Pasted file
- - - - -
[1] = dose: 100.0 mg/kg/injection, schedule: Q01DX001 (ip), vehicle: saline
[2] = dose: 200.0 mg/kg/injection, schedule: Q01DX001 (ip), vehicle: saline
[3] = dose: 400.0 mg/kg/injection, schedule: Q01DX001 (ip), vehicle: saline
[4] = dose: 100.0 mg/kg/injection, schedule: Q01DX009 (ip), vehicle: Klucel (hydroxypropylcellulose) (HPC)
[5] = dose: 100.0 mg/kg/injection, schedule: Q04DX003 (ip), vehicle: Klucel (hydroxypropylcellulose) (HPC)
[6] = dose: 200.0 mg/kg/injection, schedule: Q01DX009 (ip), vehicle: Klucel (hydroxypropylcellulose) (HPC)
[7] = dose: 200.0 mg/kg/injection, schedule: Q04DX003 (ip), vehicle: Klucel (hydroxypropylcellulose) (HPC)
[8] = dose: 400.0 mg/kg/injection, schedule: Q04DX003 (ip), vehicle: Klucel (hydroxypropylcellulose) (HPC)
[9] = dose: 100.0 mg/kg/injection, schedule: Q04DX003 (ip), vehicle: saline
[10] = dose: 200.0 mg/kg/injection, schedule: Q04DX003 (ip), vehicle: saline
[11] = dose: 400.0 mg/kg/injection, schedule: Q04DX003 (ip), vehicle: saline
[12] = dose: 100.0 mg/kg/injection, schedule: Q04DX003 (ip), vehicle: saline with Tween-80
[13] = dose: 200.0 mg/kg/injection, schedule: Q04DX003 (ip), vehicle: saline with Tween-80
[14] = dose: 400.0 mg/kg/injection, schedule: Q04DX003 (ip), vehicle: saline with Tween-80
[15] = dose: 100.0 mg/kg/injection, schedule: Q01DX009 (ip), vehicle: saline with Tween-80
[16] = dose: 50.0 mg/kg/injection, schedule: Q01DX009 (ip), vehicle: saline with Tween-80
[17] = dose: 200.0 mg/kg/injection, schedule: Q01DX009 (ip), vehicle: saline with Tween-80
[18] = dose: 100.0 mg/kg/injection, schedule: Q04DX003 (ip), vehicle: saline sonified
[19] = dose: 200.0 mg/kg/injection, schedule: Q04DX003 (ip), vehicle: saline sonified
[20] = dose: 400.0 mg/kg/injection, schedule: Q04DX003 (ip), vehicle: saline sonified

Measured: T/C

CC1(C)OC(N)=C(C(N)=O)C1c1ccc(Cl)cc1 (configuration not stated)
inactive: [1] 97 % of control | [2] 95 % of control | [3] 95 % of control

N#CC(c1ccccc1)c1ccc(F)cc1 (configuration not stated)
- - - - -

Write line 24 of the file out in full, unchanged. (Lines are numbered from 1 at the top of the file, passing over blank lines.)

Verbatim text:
N#CC(c1ccccc1)c1ccc(F)cc1 (configuration not stated)